To choose our own way in spite of God’s absolute choice of us, to listen to the voice of His infinite love and to know that we are already apprehended by that love in the death of Jesus, and by that very apprehension of love to be given the opportunity and capacity to respond in faith and love, and still to draw back in proud independence and selfish denial of God’s love, is an act of bottomless horror. . . . Can we imagine anything more appalling than that a man should use the very power that God gives him to choose to contradict God, should choose to depart from God, and yet be unable to depart, because in spite of all he is still grasped by God in an act of eternal love that will not let him go?Even the man who wilfully rejects the love of God is held in the eternal embrace of Jesus Christ, in whom all things consist and move and have their being. Should Jesus Christ let him go even for an instant, he would vanish into nothingness. God’s eternal love will not let him go, however. “Even when a man has made his bed in hell God’s hand of love will continue to grasp him there.” And therein lies the “hell” of hell: it is to choose one’s own way and, yet, in that choice, still to be chosen by God. As Torrance notes, it is not God who makes hell, for hell is the contradiction of all that is of God (Torrance, 1949:316, 317). Hell is the place in which the sinner is forever imprisoned in his own refusal of God’s love, and that is, indeed, the “hell” of it. Against the hyper-Calvinist doctrine of double predestination, Torrance writes regarding those in hell: “[The reprobate’s] being in hell is not the result of God’s decision to damn him, but the result of his own decision to choose himself against the love of God and therefore of the negative decision of God’s love to oppose his refusal of God’s love just by being Love.” This “negative decision” of God’s love is what Torrance calls “the wrath of the Lamb” (Torrance, 1996d:cxv, cxvi).
Comment: The above-paragraph is worth reading and re-reading and re-reading!
Elsewhere, Torrance (2009:157, 158) writes more pointedly that if anyone goes to hell, it is by a “downright refusal” of the reconciliation that Christ has already provided to all in pure love. He continues:
Because of the blood of Christ there is no positive decision of God to reject anyone, but only the gracious decision to accept them, and that decision has once and for all been enacted in the cross and resurrection so that nothing in heaven and earth can change it or undo it or reverse it. To reverse it would be to bring Christ back to the cross again, and to deny the reality of what he has already done. That decision is not altered if man refuses it, but if someone goes to hell, they go because they dash themselves in judgement against an unalterable positive act of divine reconciliation that offers to them only divine love [emphasis in original].In loving humanity even to the point of death on the cross, “God risked the happening of the incredible,” that man would choose to reject the love revealed at the cross. Thus, the cross unmasks “the bottomless dimension of sin in the human heart.” To be sure, the witness of scripture stands aghast at the mystery of iniquity; therefore, it refuses to betray the love of God and the agony of Jesus by a doctrine of universalism. On the other hand, scripture refuses to teach that God’s love is split in two by a doctrine of double predestination. To the contrary, God’s action towards humanity remains forever the one, indivisible act of love, and even the “dark whirlpool” of human sin, particularly as revealed at Calvary, cannot alter that fact (Torrance, 1949:317).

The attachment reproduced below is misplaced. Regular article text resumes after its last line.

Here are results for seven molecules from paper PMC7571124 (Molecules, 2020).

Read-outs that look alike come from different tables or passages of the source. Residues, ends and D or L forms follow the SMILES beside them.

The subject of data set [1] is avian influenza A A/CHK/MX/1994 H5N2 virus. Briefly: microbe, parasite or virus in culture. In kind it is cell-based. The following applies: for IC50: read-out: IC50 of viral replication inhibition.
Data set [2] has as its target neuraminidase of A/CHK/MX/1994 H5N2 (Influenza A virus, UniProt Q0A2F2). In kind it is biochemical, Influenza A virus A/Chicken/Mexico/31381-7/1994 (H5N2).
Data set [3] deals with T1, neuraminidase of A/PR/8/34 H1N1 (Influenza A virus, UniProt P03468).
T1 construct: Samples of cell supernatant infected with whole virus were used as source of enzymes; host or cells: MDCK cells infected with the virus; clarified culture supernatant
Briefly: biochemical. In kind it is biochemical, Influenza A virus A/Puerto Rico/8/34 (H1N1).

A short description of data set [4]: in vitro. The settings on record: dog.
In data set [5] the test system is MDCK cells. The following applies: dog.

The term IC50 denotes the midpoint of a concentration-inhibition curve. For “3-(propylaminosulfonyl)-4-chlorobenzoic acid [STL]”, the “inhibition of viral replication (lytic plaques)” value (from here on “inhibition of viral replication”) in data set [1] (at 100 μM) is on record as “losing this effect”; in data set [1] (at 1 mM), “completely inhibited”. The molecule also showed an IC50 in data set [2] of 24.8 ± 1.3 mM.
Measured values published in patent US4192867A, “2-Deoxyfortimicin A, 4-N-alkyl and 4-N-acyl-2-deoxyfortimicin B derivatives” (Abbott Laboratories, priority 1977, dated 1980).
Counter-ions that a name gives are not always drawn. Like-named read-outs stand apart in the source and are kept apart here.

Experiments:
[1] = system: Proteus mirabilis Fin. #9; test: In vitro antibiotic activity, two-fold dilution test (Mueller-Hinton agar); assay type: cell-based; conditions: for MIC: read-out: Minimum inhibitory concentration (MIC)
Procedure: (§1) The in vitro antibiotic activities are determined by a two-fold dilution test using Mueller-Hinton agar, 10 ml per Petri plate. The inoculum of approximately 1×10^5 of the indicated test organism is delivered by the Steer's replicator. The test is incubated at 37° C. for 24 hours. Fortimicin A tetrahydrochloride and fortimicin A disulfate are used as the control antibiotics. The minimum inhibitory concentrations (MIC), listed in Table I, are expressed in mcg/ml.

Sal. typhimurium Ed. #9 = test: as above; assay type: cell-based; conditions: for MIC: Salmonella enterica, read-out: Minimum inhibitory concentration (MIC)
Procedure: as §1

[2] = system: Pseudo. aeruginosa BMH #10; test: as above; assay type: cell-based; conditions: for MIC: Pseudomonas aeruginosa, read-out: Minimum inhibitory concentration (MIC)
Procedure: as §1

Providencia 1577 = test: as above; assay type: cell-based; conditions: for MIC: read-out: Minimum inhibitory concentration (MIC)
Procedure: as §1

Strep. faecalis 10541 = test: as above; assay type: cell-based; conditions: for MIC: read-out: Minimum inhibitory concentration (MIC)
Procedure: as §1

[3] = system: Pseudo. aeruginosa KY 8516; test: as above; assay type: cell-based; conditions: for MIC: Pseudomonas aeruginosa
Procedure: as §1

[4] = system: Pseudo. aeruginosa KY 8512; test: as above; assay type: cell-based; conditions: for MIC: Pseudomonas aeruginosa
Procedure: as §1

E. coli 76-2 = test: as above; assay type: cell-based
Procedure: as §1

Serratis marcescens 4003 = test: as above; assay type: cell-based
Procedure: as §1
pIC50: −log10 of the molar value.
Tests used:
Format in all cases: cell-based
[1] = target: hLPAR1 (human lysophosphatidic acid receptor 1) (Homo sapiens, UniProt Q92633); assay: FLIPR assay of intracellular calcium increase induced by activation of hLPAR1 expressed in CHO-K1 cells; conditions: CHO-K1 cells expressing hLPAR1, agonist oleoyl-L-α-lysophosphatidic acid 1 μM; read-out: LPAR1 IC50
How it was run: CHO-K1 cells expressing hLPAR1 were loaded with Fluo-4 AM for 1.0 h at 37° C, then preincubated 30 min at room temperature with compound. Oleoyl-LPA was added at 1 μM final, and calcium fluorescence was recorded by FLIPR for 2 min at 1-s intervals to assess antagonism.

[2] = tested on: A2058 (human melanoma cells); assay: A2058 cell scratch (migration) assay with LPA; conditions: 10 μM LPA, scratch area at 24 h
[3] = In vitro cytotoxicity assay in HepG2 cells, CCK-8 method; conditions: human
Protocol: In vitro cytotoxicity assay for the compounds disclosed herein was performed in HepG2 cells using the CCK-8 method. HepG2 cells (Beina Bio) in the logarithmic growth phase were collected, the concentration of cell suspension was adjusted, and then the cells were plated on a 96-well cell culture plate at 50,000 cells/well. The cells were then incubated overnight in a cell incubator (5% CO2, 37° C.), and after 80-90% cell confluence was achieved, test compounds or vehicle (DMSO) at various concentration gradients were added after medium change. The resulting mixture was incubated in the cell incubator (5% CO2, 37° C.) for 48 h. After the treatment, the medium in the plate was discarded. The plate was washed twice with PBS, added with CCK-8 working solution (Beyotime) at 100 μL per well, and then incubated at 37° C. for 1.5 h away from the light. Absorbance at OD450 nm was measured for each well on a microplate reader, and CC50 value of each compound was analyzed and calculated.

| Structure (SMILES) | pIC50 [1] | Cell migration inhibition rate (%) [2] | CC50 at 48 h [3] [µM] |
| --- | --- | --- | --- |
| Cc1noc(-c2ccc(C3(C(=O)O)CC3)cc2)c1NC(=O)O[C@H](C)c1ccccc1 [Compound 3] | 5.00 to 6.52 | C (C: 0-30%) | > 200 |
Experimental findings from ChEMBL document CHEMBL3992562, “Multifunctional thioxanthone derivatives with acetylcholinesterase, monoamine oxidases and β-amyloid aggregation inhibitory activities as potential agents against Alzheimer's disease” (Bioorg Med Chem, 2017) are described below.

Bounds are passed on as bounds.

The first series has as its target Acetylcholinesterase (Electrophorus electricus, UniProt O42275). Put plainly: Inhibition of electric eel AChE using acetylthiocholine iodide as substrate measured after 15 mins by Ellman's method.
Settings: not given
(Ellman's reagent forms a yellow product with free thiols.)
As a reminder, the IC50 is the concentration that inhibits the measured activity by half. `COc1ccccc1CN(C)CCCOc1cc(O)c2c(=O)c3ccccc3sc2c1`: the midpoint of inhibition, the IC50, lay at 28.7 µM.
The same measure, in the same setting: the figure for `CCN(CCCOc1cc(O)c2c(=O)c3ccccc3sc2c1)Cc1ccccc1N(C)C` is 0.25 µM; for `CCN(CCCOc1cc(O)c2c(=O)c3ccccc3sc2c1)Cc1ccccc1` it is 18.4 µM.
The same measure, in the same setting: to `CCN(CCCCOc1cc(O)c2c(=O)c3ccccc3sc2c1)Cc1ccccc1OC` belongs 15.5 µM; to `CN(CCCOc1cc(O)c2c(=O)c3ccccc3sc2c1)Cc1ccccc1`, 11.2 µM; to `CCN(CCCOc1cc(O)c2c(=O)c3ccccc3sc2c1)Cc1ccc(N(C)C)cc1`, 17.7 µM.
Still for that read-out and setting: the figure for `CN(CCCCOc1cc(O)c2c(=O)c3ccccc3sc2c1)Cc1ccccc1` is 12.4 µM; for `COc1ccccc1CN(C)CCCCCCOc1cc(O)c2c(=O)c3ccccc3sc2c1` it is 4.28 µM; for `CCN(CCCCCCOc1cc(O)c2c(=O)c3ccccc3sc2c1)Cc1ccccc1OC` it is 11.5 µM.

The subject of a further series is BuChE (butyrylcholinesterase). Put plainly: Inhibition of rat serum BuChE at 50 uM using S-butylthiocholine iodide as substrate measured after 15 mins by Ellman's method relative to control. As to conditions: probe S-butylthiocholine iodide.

This is the last of my Lenten series on Torrance’s doctrine of the atonement. Thanks to all of you who have taken the time to read this wonderful material. If you have found these posts helpful, I would love to hear from you. See you again around May 15, when we begin an in-depth look at Torrance's doctrine of the vicarious humanity of Jesus Christ. You're gonna love it!
References: See previous posts.